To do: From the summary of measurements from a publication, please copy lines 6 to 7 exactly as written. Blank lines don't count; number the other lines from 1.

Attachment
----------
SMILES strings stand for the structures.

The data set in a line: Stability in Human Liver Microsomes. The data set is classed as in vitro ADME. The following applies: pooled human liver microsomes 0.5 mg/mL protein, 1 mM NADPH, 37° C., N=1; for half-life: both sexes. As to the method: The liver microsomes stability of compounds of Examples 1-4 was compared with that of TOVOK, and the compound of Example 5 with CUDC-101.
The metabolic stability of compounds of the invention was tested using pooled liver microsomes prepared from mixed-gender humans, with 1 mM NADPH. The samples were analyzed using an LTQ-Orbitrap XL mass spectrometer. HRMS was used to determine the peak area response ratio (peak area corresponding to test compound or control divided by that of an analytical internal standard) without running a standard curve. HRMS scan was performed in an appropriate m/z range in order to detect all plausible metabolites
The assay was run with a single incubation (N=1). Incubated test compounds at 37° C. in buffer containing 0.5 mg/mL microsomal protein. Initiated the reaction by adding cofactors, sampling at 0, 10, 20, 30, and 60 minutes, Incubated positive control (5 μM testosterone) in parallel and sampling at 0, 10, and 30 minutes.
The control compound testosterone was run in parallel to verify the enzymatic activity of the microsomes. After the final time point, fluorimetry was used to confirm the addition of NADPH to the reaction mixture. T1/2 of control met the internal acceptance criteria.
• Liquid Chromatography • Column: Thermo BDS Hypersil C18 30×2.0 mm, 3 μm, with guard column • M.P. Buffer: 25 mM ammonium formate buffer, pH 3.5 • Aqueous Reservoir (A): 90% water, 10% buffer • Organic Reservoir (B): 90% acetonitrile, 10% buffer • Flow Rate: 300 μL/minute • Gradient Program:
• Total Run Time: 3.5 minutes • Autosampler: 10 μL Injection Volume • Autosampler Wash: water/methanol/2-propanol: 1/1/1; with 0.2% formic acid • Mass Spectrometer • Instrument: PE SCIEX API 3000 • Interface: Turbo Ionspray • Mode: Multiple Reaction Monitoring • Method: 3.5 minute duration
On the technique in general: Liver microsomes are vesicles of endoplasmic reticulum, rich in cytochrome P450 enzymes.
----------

• Liquid Chromatography • Column: Thermo BDS Hypersil C18 30×2.0 mm, 3 μm, with guard column • M.P. Buffer: 25 mM ammonium formate buffer, pH 3.5 • Aqueous Reservoir (A): 90% water, 10% buffer • Organic Reservoir (B): 90% acetonitrile, 10% buffer • Flow Rate: 300 μL/minute • Gradient Program:
• Total Run Time: 3.5 minutes • Autosampler: 10 μL Injection Volume • Autosampler Wash: water/methanol/2-propanol: 1/1/1; with 0.2% formic acid • Mass Spectrometer • Instrument: PE SCIEX API 3000 • Interface: Turbo Ionspray • Mode: Multiple Reaction Monitoring • Method: 3.5 minute duration